Buying New House-Am I being to cautious?

Discussion in 'After Hours Lounge (Off Topic)' started by Joe Tilley, Dec 7, 2003.

  1. Joe Tilley

    Joe Tilley Supporting Actor

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    My wife & I are supposed to close on a house this coming Friday. And I don't know if I just have the first time jitters or if I need to back out. The house is pretty nice it has new sideing & windows, 3 year old roof, & fairly new heat & air. But I cant help to be nit picking everything. There is quite a few little things that need done like paint, some wireing & plumbing need to be re done but there nothing major, The carpet needs replaced but it could waite if I had to. There a so many little things I can't stop worring about that its just driving me nuts to the point of not wonting to buy it. I keep thinking go ahead because the wife really likes the house & there are quite a few things I like about it as well. But wonce we move in we wont have the money to really do anything for awhile & thats what has me wonting to say no.
    Were in the position that we can back out if we wonted to because we are buying from the seller not through a morgage co. But we have already made the offer & everything is all set to go. It's been such a confusing prosess the last few weeks & a couple things caught us by suprise that we didn't pay enough attion to. Were first time buyers so nether one of us new what to expect or what we were doing, & now I cant make up my mind. We have been wonting to buy a house for the last few years & now I just don't know.
    So how many of you first time buyers went through this? Is it just something to expect or am I just worrieing to much? [​IMG]
     
  2. Grant B

    Grant B Producer

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    Have a drink and go through with it.
    When I bought my 1st condo; I signed all the papers in the morning and flew to DC for a meeting. While watching the Giants play in the world series the earthquake struck. The condo was next to a double decker freeway ....just like the one that collapsed. It was a different one but I couldn't tell at the time.
    Actually it survived just fine but those were the 2 most nervous days of my life. I hope things work out.
    Grant
     
  3. Glenn Overholt

    Glenn Overholt Producer

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    You would pay a fortune to get a perfect house. Even if you built it yourself you might still screw something up, so look at it this way...

    If nothing should go wrong for a few years, then buy it. Hopefully you'll have more money when the time comes around when something breaks, and make better decisions about what needs to be changed.

    Many new homeowners feel the same way. You are not alone. If there are any hidden problems, the seller should let you know what they are, but this kind of depends on how old the house is too. The plumbing should be checked out, unless the house is fairly new.

    On a side note, I got some spam a few days ago from some idiots claiming that they could lower the interest rate on my mortgage, on an apartment that I rented 7 years ago! [​IMG]

    Glenn
     
  4. Vincent_S

    Vincent_S Second Unit

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    Buy it. My house is only 4 years old and needs a few things done to it here and there.
     
  5. Kirk Gunn

    Kirk Gunn Screenwriter

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    Buying your first house probably the most stressful experience you'll go through. You're inheriting lots of risk, and shelling out a lot of money.

    Only thing that concerns me is the wiring/plumbing problems. They may seem simple issues at this time, but why isn't the current owner resolving them ?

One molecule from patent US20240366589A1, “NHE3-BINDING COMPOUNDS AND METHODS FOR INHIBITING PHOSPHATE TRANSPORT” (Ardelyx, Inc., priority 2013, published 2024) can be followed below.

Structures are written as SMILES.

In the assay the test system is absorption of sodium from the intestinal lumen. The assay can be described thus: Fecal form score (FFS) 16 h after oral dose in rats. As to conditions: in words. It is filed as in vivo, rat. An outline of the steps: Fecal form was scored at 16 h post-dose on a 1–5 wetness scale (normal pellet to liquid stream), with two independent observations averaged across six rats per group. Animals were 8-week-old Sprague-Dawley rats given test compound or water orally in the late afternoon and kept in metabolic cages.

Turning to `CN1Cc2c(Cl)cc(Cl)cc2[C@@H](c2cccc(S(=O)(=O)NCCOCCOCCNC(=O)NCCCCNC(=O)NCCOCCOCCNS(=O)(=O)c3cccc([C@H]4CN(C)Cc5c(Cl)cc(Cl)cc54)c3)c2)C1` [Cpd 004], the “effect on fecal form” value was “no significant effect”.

Good Luck !
     
  6. Bryan X

    Bryan X Producer

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    It's normal to have jitters when laying out that kind of money.

    Hopefully you have hired an qualified Home Inspector to look over the house. This is very important. If you've done that, and no major problems were found, that should ease some of your nervousness. If any material issues were found, that's leverage for you to negotiate on price or back out.

    If the only things that are wrong with the house are small cosmetic issues, don't sweat it. You can fix those. Most people who move into a used home replace the carpet and paint the walls anyway. There's really only one thing you can't change about the house, and that's location. So if you're very happy with the location of the house and the only things wrong with the house are minor and/or cosmetic, go for it.
     
  7. Curt_Dennis

    Curt_Dennis Stunt Coordinator

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    2 words...HOMEOWNERS WARRANTY! Have the seller buy you at least a 1 yr warranty that covers major problems...plumbing, heating, cooling, appliances, etc. It's only $300 or so for the year and worth it! If there are little things you are unsure of, this will give you a little piece of mind.
     
  8. BrianB

    BrianB Producer

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  9. DaveF

    DaveF Moderator
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    Newly built homes can also have minor and substantial problems, no different from older homes. One friend has had a leaking basement for the past three years, and the builder continues to avoid fixing it.

    New doesn't equate to problem free.
     
  10. DonRoeber

    DonRoeber Screenwriter

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    Your house sounds fine. The most expensive thing that you normally have to worry about is the roof, and a three year old roof is good for at least another 9 years (modern roofs are built to last 12 years).

    I wouldn't worry about the little things. You'll fix 'em over time, and The Home Depot will become your new favorite store. Owning a house is great fun, I bought mine two years ago, and still enjoy it. It's only a little two-bedroom townhome, but it's mine, and the money that I invest in it will be returned to me when I sell it in a few years.
     
  11. Tony Whalen

    Tony Whalen Producer

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    Doesn't sound too bad...but I'd also suggest getting a qualified inspector in, just to be sure. I *wish* I'd done that with the first property I bought.

    Good luck!
     
  12. Joe Tilley

    Joe Tilley Supporting Actor

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    Thanks for the responses guys. I think I'm just going to bite the bullet & do it. It too late into the prosess to get an inspector in there but Myself & my Dad & a friend of mine have been all through the house. We looked over everything we could think of from top to bottom & I guess it's just all the little stuff bothering me. I'm just too picky I think & being a first time buyer It's got me going around. Today is the day, my wife has been on the phone all day figuring things out, & I was up until 5 in the morning thinking about it. But I think I can't be going all to wrong the house actley appraised for 10 grand higher than were paying so I guess thats one plus to look at.